Recently, Changxin Chen's team from Department of Micro/Nano Electronics, School of Electronic Information and Electrical Engineering of Shanghai Jiao Tong University (SJTU) has made important progress in preparation of narrow graphene nanoribbons (GNRs) with smooth edges and their application in high-performance transistors. The corresponding article entitled "Sub-10-nm graphene nanoribbons with atomically smooth edges from squashed carbon nanotubes" have been published in the journal Nature Electronics.

There are two main development routes for field-effect transistors (FETs) in the post-Moore era: One is to further make the silicon devices with smaller line width by improving the fabrication process and technology, the other is to explore new advanced materials for constructing FETs to improve transistor performance as well as reduce device size and power consumption. Traditional silicon-based transistors are subjected to major limitations in terms of theory and technology as the device size continues to decrease. Graphene is a potential transistor candidate or supplementary material due to its atomic layer thickness and ultra-high carrier mobility. However, two-dimensional graphene is a semi-metal material and has no band gap, so it cannot be used directly to realize the on/off characteristics of transistors. An effective way to solve this is to make one-dimensional graphene nanoribbons (GNRs), which can make the bandgap of graphene opened by the quantum confinement effect and edge effect. Studies have found that when their widths are narrower than 10 nm, GNRs are all-semiconducting. Especially, when their widths are less than 5 nm, GNRs will have a sizeable bandgap value to meet the requirement of the applications in transistors and integrated circuits. However, it is still a great challenge to prepare narrow and long GNRs with smooth edges, large bandgaps, and high mobilities.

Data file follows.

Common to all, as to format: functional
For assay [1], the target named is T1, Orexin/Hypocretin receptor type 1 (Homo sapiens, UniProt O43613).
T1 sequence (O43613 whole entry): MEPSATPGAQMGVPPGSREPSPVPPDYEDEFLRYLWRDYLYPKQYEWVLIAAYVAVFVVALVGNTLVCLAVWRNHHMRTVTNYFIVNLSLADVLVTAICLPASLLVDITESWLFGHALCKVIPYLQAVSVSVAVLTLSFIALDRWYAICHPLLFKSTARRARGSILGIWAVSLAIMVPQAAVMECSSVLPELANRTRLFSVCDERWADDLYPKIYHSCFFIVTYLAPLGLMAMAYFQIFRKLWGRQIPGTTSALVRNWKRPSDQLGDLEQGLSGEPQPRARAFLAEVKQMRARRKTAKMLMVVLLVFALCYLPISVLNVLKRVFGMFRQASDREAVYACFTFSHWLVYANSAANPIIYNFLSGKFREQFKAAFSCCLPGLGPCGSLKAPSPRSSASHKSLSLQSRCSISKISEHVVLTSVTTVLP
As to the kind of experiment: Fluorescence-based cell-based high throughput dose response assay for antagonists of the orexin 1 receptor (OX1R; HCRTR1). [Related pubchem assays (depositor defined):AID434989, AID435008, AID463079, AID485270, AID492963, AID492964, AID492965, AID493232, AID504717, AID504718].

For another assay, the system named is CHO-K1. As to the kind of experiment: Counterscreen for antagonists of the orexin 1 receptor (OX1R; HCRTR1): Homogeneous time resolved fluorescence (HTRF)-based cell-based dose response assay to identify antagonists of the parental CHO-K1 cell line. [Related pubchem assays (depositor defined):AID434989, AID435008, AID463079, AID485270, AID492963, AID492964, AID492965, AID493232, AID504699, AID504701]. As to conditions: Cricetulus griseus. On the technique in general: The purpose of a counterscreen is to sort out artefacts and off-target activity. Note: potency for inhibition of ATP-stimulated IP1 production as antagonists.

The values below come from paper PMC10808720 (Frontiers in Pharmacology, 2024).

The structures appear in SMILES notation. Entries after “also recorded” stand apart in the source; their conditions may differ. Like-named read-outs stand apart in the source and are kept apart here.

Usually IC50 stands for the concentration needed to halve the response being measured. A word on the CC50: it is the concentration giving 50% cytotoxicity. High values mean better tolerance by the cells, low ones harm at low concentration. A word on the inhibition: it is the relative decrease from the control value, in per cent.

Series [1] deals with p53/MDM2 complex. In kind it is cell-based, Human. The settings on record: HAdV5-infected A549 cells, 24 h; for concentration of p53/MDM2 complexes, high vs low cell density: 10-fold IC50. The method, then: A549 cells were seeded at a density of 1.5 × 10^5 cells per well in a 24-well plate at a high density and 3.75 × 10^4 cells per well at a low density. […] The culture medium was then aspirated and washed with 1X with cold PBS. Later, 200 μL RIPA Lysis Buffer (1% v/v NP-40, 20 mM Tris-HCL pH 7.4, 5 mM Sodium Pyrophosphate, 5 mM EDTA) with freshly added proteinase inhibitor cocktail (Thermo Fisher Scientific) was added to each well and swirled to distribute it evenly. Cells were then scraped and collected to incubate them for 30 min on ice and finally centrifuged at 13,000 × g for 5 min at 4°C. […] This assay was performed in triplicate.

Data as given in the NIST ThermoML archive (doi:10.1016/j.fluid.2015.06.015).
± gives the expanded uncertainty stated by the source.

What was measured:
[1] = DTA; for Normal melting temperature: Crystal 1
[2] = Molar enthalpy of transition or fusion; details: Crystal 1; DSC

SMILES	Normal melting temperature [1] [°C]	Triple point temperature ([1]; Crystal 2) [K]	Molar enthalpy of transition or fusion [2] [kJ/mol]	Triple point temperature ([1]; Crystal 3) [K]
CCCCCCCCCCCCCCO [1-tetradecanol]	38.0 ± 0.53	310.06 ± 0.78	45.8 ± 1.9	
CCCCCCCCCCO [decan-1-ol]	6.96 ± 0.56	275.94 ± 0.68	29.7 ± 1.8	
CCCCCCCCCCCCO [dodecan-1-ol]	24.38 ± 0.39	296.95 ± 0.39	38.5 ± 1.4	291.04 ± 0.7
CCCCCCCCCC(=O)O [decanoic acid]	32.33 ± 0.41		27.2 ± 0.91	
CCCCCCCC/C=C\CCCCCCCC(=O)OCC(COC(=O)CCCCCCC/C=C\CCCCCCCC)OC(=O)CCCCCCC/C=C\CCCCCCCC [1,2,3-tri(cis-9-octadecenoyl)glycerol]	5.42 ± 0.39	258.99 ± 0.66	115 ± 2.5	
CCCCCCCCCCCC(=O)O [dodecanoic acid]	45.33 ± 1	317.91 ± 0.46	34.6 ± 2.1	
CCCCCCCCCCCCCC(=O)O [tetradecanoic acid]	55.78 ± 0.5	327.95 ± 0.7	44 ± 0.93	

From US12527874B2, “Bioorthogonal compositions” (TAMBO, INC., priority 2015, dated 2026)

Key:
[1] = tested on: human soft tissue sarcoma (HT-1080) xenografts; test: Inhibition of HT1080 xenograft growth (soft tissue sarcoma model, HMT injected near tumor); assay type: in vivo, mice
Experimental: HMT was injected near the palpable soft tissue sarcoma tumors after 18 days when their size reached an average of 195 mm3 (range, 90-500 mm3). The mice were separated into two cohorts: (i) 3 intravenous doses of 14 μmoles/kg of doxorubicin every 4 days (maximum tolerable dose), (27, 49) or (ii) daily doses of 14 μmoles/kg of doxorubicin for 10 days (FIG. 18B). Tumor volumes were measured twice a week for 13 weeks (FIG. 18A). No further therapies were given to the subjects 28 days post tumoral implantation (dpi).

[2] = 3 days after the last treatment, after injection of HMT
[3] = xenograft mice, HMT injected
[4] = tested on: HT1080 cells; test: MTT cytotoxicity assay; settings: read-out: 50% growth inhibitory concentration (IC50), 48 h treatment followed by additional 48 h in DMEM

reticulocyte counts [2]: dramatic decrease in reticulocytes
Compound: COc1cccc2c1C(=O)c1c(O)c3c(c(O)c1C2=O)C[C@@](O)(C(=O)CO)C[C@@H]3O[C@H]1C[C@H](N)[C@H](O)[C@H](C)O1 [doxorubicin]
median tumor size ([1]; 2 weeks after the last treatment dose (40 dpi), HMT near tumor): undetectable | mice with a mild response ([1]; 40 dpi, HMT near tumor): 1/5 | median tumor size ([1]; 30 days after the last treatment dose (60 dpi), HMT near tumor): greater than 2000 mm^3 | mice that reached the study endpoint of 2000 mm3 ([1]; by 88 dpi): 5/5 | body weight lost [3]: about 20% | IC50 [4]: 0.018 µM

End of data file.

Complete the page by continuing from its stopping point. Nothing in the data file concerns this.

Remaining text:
To solve that problem, the research groups of Prof. Changxin Chen from Shanghai Jiao Tong University, Prof. Hongjie Dai from Stanford University and Prof. Wendy L. Mao from SLAC National Accelerator Laboratory have jointly developed a method to produce sub-10-nm-wide semiconducting GNRs with atomically smooth closed edges by squashing carbon nanotubes (CNTs) via a high-pressure and thermal treatment (Figure 1). With this method, sub-5-nm GNRs with a GNR as narrow as 1.4 nm can be prepared (Figure 2). 54% of single-wall and double-wall CNTs in the sample can be converted into GNRs with closed edges. The nanoribbons are formed under the combined effect of high-pressure treatment and heat treatment. After treatment, the CNTs undergo significant deformation in the radial direction, thereby the closed-edge GNRs are formed. Utilizing the carbon atoms at the edges of squashed CNTs have higher reaction activity than those in the flat center region of CNTs, the researchers also used nitric acid as an oxidant to selectively etch the flattened CNT under high pressure for preparing edge-opened GNRs. The researchers fabricated FETs using GNRs with a width of 2.8 nm. The on/off current ratio of the device can be higher than 104, and the field-effect mobility and on-state conductivity can reach 2443 cm2 V-1 s-1 and 7.42 mS, respectively. The bandgap of the prepared nanoribbons was estimated to be 0.49 eV (Figure 3). The results show that this kind of GNRs have good application prospect in logic circuits.

Figure 1. Schematic of squashing an SWCNT and DWCNT (left) into edge-closed double-layer and four-layer GNRs (right) via a high-pressure (P) and thermal treatment. (source: Nature Electronics)

Figure 2. High-resolution STEM characterization of GNRs in treated Samples and a DWCNT.  (source: Nature Electronics)

Figure 3. Room-temperature electrical measurements of an edge-closed GNR from a squashed DWCNT. (source: Nature Electronics)

This work provides a route to fabricate narrow and long GNRs with smooth edges, sizeable bandgaps and high mobilities, and also provides guidance for controlling the edge types for exploring their fundamental properties and practical application in electronics and optoelectronics. The method could be extended to other fullerenes and materials that form nanotubes.

This research work was positively appraised by Prof. Chee-Tat Toh at the National University of Singapore in the journal Nature Electronics with the title "Squashing carbon nanotubes into nanoribbons". It has also been featured in many scientific and technological journals and media such as Physics World,, Tech Xplore, and Newsbreak.

Figure 4. Peer appraisal of this work

Shanghai Jiao Tong University is the first affiliation of this work. Prof. Changxin Chen is the first author and corresponding author of this article, while Prof. Wendy L. Mao and Prof. Hongjie Dai are the co-corresponding authors of this article. This work was supported by the Chang Jiang (Cheung Kong) Scholars Program of Ministry of Education of China (no. Q2017081), National Natural Science Foundation of China for Excellent Young Scholars (no. 61622404), National Natural Science Foundation of China (no. 62074098) and Science and Technology Innovation Action Program from the Science and Technology Commission of Shanghai Municipality (no.15520720200).

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Peer appraisal in the journal Nature Electronics: